Forty-five economists, including former Federal Reserve chairman Alan Greenspan, signed a statement supporting a carbon tax. “Global climate change is a serious problem calling for immediate national action,” the statement reads, followed by a set of recommendations around the carbon tax, which “offers the most cost-effective lever to reduce carbon emissions at the scale and speed that is necessary. By correcting a well-known market failure, a carbon tax will send a powerful price signal that harnesses the invisible hand of the marketplace to steer economic actors towards a low-carbon future.” The statement details that the carbon tax should increase every year until emissions targets are met; “replace the need for various carbon regulations that are less efficient”; be border adjustable in order to incentivize other nations to act; and return revenues to Americans through a dividend system such as the one envisioned by former Secretaries of State James A. Baker and George Shultz.

It is estimated a $40/ton carbon tax would generate $200 billion to start, enough for approximately $2000 in dividends for a family of four.

“Among economists, this is not controversial,” said Greg Mankiw, who chaired the Council of Economic Advisers under President George W. Bush and signed the statement. “I actually think a carbon tax together with rebates is, in some sense, the most conservative way to deal with climate change.”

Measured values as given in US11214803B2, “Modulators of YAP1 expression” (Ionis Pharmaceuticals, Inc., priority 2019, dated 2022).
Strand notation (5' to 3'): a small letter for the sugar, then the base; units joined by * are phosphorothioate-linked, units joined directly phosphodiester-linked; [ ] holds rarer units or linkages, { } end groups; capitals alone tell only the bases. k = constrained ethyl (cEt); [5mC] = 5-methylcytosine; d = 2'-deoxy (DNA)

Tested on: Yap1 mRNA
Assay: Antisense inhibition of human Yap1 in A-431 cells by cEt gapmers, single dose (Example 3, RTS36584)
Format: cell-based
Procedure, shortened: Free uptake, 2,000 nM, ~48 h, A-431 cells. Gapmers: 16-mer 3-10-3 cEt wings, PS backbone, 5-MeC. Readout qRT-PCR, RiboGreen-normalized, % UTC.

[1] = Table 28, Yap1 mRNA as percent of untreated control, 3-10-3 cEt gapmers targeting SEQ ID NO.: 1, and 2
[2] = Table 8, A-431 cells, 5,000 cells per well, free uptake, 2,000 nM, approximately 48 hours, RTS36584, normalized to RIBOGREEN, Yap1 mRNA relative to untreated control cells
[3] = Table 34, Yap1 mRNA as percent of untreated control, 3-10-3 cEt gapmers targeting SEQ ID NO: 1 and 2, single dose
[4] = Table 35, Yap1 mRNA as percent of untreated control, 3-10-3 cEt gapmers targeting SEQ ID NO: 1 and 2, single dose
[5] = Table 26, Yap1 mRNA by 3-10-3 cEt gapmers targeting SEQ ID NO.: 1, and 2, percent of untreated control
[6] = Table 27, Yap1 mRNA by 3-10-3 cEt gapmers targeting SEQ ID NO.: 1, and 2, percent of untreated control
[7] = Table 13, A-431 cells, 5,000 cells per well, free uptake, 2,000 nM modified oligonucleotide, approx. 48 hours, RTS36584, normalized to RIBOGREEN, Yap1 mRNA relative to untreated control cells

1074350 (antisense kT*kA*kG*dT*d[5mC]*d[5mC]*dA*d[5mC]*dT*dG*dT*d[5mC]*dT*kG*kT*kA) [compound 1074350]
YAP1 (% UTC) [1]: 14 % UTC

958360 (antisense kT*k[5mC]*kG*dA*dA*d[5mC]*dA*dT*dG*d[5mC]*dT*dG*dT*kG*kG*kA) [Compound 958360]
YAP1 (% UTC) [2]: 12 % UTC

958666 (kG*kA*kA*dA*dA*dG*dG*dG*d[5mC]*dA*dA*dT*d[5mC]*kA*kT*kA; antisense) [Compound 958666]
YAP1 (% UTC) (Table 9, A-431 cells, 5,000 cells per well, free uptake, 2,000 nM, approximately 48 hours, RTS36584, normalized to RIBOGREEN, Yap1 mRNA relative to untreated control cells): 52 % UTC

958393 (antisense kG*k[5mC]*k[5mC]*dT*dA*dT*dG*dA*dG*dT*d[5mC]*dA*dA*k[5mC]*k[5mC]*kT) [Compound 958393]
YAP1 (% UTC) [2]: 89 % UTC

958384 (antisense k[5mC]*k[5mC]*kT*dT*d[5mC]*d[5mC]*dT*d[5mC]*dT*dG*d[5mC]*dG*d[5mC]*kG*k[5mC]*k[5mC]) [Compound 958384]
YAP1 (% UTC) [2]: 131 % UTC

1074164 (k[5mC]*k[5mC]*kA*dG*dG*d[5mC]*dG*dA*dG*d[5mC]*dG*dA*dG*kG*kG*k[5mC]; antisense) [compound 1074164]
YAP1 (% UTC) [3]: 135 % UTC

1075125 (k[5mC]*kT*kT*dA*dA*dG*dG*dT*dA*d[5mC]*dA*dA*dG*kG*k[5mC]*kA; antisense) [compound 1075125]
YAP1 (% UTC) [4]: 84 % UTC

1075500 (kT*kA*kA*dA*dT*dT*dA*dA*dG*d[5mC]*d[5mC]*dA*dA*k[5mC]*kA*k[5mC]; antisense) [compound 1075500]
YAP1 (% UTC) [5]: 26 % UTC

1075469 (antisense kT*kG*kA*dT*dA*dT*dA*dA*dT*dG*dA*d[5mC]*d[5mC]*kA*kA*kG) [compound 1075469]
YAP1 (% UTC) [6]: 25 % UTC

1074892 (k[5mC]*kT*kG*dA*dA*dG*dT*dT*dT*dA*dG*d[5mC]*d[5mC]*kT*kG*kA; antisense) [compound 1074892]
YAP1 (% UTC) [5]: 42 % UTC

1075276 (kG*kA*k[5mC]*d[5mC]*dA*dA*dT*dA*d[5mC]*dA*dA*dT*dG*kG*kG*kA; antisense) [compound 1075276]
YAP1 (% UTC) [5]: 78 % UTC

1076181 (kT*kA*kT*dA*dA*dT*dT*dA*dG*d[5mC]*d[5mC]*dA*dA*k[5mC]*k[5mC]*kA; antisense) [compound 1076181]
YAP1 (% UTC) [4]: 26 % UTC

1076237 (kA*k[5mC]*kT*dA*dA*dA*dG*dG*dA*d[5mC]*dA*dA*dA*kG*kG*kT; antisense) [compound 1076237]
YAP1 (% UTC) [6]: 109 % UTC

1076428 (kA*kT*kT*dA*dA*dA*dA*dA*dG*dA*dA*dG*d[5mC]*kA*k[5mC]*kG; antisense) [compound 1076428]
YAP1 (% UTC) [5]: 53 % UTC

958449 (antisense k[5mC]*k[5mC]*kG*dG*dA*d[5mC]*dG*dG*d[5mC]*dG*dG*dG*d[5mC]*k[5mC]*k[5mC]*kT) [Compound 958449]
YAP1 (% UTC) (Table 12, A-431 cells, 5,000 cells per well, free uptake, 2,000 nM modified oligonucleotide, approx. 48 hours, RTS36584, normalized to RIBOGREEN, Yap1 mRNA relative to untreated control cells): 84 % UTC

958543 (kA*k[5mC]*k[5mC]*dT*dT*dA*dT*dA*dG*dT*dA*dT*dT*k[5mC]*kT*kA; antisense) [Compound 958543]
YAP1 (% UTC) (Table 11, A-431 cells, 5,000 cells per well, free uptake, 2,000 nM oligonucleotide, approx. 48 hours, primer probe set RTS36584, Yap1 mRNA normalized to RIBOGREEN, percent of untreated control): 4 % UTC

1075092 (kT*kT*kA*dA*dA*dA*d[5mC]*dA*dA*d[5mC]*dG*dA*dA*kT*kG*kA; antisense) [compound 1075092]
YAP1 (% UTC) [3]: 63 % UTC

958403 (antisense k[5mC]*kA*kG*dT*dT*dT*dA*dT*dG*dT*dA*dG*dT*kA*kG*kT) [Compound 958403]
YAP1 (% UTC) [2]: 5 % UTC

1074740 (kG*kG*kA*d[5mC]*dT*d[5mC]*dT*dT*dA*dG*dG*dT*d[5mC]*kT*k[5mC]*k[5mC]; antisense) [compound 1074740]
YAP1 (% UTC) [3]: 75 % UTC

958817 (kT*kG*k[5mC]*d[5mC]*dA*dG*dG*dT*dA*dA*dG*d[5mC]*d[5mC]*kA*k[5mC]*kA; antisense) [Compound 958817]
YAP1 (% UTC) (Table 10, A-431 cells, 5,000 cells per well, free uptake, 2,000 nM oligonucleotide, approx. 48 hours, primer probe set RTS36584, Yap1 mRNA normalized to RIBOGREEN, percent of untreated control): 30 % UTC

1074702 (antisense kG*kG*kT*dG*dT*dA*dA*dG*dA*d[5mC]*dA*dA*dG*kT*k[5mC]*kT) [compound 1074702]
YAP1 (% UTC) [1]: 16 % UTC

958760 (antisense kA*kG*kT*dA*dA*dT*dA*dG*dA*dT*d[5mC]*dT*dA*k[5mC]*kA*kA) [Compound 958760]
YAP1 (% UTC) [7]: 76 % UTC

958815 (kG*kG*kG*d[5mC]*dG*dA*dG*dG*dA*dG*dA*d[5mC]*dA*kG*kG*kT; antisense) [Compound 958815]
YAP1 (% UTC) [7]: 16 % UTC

Former Arizona Sen. Jeff Flake, who dropped a carbon tax bill right before his retirement, had this to say:

List of signers:

George Akerlof, Robert Aumann, Angus Deaton, Peter Diamond, Robert Engle, Eugene Fama, Lars Peter Hansen, Oliver Hart, Bengt Holmström, Daniel Kahneman, Finn Kydland, Robert Lucas, Eric Maskin, Daniel McFadden, Robert Merton, Roger Myerson, Edmund Phelps, Alvin Roth, Thomas Sargent, Myron Scholes, Amartya Sen, William Sharpe, Robert Shiller, Christopher Sims, Robert Solow, Michael Spence and Richard Thaler are recipients of the Nobel Memorial Prize in Economic Sciences.

Paul Volcker is a former Federal Reserve chairman.

Martin Baily, Michael Boskin, Martin Feldstein, Jason Furman, Austan Goolsbee, Glenn Hubbard, Alan Krueger, Edward Lazear, N. Gregory Mankiw, Christina Romer, Harvey Rosen and Laura Tyson are former chairmen of the president’s Council of Economic Advisers.

Ben Bernanke, Alan Greenspan and Janet Yellen have chaired both the Fed and the Council of Economic Advisers.

George Shultz and Lawrence Summers are former Treasury secretaries.